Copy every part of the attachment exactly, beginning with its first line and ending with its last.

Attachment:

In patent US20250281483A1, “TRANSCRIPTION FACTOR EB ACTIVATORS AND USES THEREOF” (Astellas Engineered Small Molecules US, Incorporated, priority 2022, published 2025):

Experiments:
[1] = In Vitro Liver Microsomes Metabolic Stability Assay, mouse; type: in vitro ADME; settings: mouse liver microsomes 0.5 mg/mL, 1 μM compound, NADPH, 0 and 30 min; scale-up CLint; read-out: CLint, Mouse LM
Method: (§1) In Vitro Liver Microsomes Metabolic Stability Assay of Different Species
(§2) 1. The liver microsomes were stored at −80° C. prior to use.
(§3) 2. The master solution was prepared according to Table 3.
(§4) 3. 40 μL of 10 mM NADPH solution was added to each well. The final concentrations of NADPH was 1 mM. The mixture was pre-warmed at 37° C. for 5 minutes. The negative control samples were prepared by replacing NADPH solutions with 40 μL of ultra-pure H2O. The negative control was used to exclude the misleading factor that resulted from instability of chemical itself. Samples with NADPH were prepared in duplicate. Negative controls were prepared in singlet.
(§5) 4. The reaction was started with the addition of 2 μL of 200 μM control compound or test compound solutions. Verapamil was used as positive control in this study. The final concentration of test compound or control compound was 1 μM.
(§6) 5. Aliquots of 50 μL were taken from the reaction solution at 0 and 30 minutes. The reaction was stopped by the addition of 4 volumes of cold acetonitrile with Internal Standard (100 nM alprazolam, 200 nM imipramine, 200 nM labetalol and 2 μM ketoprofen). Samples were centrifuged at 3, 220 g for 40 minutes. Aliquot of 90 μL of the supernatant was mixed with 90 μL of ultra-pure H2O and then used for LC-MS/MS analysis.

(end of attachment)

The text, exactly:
In patent US20250281483A1, “TRANSCRIPTION FACTOR EB ACTIVATORS AND USES THEREOF” (Astellas Engineered Small Molecules US, Incorporated, priority 2022, published 2025):

Experiments:
[1] = In Vitro Liver Microsomes Metabolic Stability Assay, mouse; type: in vitro ADME; settings: mouse liver microsomes 0.5 mg/mL, 1 μM compound, NADPH, 0 and 30 min; scale-up CLint; read-out: CLint, Mouse LM
Method: (§1) In Vitro Liver Microsomes Metabolic Stability Assay of Different Species
(§2) 1. The liver microsomes were stored at −80° C. prior to use.
(§3) 2. The master solution was prepared according to Table 3.
(§4) 3. 40 μL of 10 mM NADPH solution was added to each well. The final concentrations of NADPH was 1 mM. The mixture was pre-warmed at 37° C. for 5 minutes. The negative control samples were prepared by replacing NADPH solutions with 40 μL of ultra-pure H2O. The negative control was used to exclude the misleading factor that resulted from instability of chemical itself. Samples with NADPH were prepared in duplicate. Negative controls were prepared in singlet.
(§5) 4. The reaction was started with the addition of 2 μL of 200 μM control compound or test compound solutions. Verapamil was used as positive control in this study. The final concentration of test compound or control compound was 1 μM.
(§6) 5. Aliquots of 50 μL were taken from the reaction solution at 0 and 30 minutes. The reaction was stopped by the addition of 4 volumes of cold acetonitrile with Internal Standard (100 nM alprazolam, 200 nM imipramine, 200 nM labetalol and 2 μM ketoprofen). Samples were centrifuged at 3, 220 g for 40 minutes. Aliquot of 90 μL of the supernatant was mixed with 90 μL of ultra-pure H2O and then used for LC-MS/MS analysis.